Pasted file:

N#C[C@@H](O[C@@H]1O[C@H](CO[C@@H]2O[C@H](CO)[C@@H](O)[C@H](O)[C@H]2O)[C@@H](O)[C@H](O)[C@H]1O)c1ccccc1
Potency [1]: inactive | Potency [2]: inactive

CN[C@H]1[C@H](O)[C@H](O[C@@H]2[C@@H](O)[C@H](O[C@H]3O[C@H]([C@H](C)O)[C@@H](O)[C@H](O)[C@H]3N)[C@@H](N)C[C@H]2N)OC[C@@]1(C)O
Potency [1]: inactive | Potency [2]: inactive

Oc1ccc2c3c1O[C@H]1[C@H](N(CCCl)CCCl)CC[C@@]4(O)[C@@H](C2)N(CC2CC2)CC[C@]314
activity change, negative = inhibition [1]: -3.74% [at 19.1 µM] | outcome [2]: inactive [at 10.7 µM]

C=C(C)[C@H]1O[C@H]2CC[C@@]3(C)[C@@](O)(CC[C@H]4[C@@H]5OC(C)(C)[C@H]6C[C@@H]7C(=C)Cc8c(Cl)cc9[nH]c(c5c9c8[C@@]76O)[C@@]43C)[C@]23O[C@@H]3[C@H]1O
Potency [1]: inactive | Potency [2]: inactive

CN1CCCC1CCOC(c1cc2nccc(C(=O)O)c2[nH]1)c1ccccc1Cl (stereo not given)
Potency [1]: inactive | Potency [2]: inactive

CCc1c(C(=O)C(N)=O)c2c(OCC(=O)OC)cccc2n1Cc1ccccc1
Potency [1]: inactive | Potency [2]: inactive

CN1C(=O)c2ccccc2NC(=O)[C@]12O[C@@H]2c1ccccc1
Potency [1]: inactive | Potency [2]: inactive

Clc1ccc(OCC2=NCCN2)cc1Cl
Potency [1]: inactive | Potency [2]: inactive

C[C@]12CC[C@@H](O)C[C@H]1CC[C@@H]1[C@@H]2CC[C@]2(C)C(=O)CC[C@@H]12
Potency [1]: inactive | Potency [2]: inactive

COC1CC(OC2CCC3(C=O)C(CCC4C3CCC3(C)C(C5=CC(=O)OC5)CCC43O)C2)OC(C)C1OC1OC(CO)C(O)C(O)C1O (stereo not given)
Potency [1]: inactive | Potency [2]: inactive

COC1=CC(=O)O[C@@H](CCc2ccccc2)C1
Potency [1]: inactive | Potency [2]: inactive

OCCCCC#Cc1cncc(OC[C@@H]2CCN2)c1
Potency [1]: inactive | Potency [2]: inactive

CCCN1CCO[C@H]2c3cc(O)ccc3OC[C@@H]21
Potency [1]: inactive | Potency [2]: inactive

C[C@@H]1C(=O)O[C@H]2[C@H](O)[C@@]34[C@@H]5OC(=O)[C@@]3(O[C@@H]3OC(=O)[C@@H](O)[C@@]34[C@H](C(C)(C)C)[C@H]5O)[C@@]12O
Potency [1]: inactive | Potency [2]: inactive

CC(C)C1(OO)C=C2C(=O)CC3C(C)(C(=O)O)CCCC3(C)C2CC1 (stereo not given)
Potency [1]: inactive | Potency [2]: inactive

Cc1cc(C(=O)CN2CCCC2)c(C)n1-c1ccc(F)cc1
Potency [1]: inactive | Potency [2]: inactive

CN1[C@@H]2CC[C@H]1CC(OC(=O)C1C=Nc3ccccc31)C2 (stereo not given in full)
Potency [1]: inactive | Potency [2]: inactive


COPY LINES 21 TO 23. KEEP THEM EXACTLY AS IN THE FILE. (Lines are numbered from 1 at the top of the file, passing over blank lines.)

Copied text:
COC1=CC(=O)O[C@@H](CCc2ccccc2)C1
Potency [1]: inactive | Potency [2]: inactive

OCCCCC#Cc1cncc(OC[C@@H]2CCN2)c1